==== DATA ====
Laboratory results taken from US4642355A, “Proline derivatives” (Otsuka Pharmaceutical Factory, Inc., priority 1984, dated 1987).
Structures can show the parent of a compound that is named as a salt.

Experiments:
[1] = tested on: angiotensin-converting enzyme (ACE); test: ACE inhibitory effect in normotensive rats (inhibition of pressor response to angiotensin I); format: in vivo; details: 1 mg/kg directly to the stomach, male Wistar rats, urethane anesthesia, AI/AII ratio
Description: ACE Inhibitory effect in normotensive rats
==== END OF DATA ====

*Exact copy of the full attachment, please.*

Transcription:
Laboratory results taken from US4642355A, “Proline derivatives” (Otsuka Pharmaceutical Factory, Inc., priority 1984, dated 1987).
Structures can show the parent of a compound that is named as a salt.

Experiments:
[1] = tested on: angiotensin-converting enzyme (ACE); test: ACE inhibitory effect in normotensive rats (inhibition of pressor response to angiotensin I); format: in vivo; details: 1 mg/kg directly to the stomach, male Wistar rats, urethane anesthesia, AI/AII ratio
Description: ACE Inhibitory effect in normotensive rats